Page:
Jesus was a good manager.  You would expect nothing less because God expects and demands that we manage all our resources well.

However, when it comes to managing a church and the church’s resources, it is possible to manage a church to death.

When you learn to drive, you are taught to look down the road and focus your eyes far out in front of you.  If you open the car door and look at the road, you would be looking at the road, but not the road in front of you.  You will crash.  If you look at the road just in front of your bumper, you will crash.  You must look far out in front of you to drive safely.

Management rarely looks far out into the future.  Management is very today oriented.

While management is vital to the church’s success, if the church’s focus is on management, any talk about where we are going and what we are going to do to get there takes a back seat.  If a church stay focused on management, it will eventually die.

McAfee School of Theology received one million dollars of seed money from Emory Baptist Church, when the church was sold.  This beautiful church building sat in the shadows of Emory University Hospital for decades.

A seminary friend of mine, Nelson Grenade, was called as their last pastor.

He helped a church through their last stage of life.  This occurs when members live in management mode too long and are no longer willing to dream again, which always requires a journey of faith.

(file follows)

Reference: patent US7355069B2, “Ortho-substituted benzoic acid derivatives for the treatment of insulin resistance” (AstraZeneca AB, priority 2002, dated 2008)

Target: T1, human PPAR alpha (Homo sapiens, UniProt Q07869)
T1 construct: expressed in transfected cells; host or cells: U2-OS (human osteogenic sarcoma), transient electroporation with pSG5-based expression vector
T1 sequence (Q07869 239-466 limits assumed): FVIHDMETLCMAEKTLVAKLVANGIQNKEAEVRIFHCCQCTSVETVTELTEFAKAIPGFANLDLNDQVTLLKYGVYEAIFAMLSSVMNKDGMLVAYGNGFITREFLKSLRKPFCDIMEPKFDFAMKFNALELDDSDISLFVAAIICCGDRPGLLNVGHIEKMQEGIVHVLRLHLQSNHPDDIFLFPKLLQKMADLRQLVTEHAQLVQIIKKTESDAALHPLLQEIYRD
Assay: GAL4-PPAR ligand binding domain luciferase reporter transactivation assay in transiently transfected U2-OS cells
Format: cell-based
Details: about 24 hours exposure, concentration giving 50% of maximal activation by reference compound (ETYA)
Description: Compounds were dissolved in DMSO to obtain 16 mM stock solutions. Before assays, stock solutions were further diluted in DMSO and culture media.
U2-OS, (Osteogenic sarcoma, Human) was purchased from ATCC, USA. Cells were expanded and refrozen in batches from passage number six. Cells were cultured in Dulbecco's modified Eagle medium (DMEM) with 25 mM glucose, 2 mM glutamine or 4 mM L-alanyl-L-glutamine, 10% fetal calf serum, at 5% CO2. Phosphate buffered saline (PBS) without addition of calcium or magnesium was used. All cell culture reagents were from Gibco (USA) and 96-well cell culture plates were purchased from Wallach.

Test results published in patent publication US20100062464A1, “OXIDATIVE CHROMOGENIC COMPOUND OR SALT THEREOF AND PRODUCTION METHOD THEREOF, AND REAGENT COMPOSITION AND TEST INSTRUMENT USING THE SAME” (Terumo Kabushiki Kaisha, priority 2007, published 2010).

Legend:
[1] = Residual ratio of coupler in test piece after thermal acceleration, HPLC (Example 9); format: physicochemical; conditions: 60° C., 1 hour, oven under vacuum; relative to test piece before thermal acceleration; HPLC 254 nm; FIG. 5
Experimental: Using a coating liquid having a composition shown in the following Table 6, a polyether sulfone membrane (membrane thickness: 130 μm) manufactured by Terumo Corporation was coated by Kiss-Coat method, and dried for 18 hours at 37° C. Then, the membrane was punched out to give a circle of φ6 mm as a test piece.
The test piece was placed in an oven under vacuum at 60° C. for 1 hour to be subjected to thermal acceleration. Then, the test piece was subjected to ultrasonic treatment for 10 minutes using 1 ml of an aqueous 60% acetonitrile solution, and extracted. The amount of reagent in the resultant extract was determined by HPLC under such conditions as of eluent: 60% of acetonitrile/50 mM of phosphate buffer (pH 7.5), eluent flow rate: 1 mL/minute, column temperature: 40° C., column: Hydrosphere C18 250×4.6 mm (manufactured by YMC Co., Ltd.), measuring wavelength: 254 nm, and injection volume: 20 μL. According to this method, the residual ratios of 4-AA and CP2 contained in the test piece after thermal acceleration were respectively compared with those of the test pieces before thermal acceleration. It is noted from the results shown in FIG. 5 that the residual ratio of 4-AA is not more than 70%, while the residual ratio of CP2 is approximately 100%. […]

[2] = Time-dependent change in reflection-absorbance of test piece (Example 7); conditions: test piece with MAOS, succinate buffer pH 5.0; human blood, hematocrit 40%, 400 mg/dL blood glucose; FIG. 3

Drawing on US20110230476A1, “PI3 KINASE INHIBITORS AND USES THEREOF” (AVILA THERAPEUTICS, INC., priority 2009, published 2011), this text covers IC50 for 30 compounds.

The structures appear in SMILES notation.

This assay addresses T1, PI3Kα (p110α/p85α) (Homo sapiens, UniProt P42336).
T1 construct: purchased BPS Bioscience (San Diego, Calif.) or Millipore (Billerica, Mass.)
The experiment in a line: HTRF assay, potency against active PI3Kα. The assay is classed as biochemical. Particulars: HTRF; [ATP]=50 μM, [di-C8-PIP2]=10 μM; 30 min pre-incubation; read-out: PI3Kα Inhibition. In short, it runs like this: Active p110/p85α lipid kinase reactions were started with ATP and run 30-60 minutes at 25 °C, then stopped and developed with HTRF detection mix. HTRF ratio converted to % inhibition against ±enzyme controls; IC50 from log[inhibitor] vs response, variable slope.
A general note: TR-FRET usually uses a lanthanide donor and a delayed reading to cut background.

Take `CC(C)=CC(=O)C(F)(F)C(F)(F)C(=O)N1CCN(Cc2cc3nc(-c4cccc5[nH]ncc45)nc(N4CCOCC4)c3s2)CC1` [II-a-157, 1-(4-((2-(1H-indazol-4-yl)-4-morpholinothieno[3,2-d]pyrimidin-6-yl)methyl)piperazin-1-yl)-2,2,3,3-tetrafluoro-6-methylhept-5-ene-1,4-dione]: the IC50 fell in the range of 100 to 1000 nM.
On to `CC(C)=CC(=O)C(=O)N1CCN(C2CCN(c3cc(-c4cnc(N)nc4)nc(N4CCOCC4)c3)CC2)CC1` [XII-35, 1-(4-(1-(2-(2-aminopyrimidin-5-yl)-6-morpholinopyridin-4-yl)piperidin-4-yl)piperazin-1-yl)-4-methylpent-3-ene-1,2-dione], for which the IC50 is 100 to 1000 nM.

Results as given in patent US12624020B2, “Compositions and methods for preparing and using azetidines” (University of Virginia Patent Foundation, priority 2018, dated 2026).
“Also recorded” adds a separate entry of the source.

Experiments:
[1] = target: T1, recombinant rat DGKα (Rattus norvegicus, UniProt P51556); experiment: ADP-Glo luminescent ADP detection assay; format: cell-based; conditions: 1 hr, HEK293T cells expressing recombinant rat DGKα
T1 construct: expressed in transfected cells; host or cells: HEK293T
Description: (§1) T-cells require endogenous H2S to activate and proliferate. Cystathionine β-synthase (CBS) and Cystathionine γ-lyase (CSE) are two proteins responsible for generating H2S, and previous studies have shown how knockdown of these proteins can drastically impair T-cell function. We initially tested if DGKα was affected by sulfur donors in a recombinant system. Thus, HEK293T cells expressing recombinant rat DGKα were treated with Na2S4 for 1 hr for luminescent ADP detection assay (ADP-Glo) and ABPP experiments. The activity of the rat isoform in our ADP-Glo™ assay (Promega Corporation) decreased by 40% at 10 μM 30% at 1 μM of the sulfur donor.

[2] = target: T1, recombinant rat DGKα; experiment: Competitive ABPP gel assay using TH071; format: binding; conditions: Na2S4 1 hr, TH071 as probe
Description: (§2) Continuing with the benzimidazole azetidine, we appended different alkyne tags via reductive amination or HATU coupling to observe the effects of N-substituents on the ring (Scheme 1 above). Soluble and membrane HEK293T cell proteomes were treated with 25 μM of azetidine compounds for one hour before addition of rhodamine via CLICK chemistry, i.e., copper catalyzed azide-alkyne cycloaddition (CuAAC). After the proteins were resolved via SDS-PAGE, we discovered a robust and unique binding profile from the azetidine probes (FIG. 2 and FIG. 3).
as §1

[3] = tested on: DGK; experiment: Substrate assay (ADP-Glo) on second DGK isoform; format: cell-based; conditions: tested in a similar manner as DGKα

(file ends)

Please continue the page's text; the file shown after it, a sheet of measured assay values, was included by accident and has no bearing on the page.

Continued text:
The journey Jesus sent his disciples on in Mark 6 was a faith journey.  It wasn’t a journey where you count your resources first to determine if you can do the task at hand. It was a journey where you had to count on the Holy Spirit to provide for all your needs.

Jesus was asking his disciples to attempt things they had never attempted and to depend on a source of power they had never depended on to accomplish things they had never accomplished.

Churches that look at their numbers as their sole measuring stick to determine whether they are healthy are in management mode.

Instead, churches should be listening to God and willing to follow God’s plan for them which will require faith.  Each church is as unique as a fingerprint. God has a calling for each church in the place in which that church is located.

When a church asks, “Where is it that God is calling us to go and what is it that God is calling us to do with the message of His love and grace?” then it has found a path to its future story.

That’s when a church will attempt great things for God. We can listen to God and take great leaps into the future or we can manage ourselves right into non-existence.

Money in the bank should never be a reason for a church to believe that it has a bright future.